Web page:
Earthquakes and Volcanoes

Earthquakes and Volcanoes
Earthquakes and volcanic eruptions are the most dramatic and observable examples of the movement of
the Earths crust. An earthquake or an eruption suddenly changes the surface of the Earth, often with
devastation effects on human property and life.
An earthquake is the shaking and trembling that results from the sudden movement of part of the Earths
crust. The most common cause of earthquakes is faulting. Earthquakes also occur on the floor of the
ocean. Ocean earthquakes often produce giant sea waves called tsunamis. A tsunami can produce winds
of up to 700-800 km/hr and can produce waves up to 20 meters (6 story building) high.
The point beneath the Earths surface where the rocks break and move is called the focus of the
earthquake. Directly above the focus, on the Earths surface, is the epicenter.
Earthquake waves are known as seismic waves.
The three main types of seismic waves are primary waves, secondary waves, and surface waves.
1. The fastest seismic waves are called primary waves, or P waves. They travel through solids,
liquids and gasses. As they travel, they push or compress rock particles ahead of them.
2. Secondary waves, or S waves, are slower than P waves. S waves travel through solids but not
through liquids and gases. S waves move rock particles from side to side, at right angles to the
direction the waves are heading.
3. The slowest seismic waves are called surface waves, or L waves. They arrive last at any given
pint, after primary and secondary waves. They originate at the epicenter of an earthquake and
move along the surface the way waves travel in the ocean. They move the surface up and down
and cause the most damage during an earthquake.
A seismograph is an instrument that detects and measures seismic waves. It consists of a weight attached
to a spring or wire. The weight is not attached directly to Earth, so it remains nearly still even when the
Earth moves. When the Earth moves, a pen attached to the weight records the movement on a sheet of
paper wound around a constantly rotating drum. The record is a wavy line called a seismogram.
Seismologists are scientists who study earthquakes and determine the strength of an earthquake by
studying the height of the wavy lines.
Seismo= to shake
Logy= study of
The strength of earthquakes is measured on the Richter scale. The Richter scale measures the amount of
energy released by an earthquake by assigning it a number from 1 to 10. The more energy an earthquake
releases, the stronger the earthquake is, and the higher the number on the Richter scale.
Formation of Volcano
Deep within the Earth, rock exists as a hot liquid called magma. When magma reaches the Earths surface
it is called lava. The place in the Earths surface through which magma and other materials reach the
surface is called a volcano. The opening from which lava erupts is called a vent.
During volcanic eruptions, many rock fragments are blown into the air. The smallest articles are called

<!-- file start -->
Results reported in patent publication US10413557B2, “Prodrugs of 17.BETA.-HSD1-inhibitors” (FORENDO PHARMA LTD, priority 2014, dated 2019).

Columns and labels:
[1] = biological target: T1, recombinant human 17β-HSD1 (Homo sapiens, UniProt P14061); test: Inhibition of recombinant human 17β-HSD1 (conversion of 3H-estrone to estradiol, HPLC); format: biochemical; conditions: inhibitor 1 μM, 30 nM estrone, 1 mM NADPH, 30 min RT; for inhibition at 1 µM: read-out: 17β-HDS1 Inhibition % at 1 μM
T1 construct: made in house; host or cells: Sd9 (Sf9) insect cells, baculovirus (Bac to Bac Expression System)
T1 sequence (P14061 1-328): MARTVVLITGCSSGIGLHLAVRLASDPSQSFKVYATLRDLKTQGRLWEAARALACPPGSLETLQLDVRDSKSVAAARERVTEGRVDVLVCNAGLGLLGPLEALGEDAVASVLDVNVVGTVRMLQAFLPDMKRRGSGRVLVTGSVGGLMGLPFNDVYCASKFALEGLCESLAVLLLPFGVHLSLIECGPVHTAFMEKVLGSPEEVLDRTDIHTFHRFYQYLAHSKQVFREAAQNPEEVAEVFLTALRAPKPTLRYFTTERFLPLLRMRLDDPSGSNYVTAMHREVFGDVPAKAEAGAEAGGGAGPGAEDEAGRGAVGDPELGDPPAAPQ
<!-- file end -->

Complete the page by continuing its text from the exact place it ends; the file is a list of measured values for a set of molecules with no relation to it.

volcanic dust. Rock particles more than 0.25 millimeters but less than 5 millimeters in diameter are called
volcanic ash. Larger rock particles, up to several meters in diameter, are called volcanic bombs. Small
volcanic bombs about the size of golf balls are called cinders.
Three types of volcanoes formed by different types of volcanic eruptions:
 Cinder cone volcano— volcanoes made mostly of ciders and other rock particles that have been
blown into the air. These cones are low and have a narrow base and steep sides.
 Shield volcano—volcanoes composed of quiet lave flows. These volcanoes have gently sloping
sides and are dome-shaped. EX: Mauna Loa, Hawaii
 Composite volcano—volcanoes built up of alternating layers of rock particles and lave. They are
generally large cone-shaped mountains. EX: Mt. Vesuvius
A depression at the top of a volcanic cone is called a crater. If the crater becomes very large as a result of
the collapse of its walls, it is called a caldera.
Scientists classify volcanoes as active, dormant, or extinct, according to their volcanic activity. An active
volcano is one that erupts either continually or periodically.
EX: Mt. St. Helens, WA
A volcano that has been known to erupt within modern times but is now inactive classified as a dormant
volcano. EX: Mr. Rainier, WA and Mt. Shasta, CA
A volcano not known to have erupted within modern history is classified as an extinct volcano. EX: Mt.
Volcano and Earthquake Zones
Most of the major earthquakes and volcanic eruptions in the world occur in three zones. Scientists believe
that there is a great deal of movement and activity in the Earths crust in these zones.
One major zone extends nearly all the way around the edge of the Pacific Ocean and is called the
Ring of Fire.
A second major zone is located near the Mediterranean Sea.
The third major zone extends from Iceland to the middle of the Atlantic Ocean along a long range
of underwater volcanic mountains called the Mid-Atlantic Ridge. Scientists believe that the
volcano and earthquake activity in this zone is due to the formation of new parts of the Earths
crust along the ridge.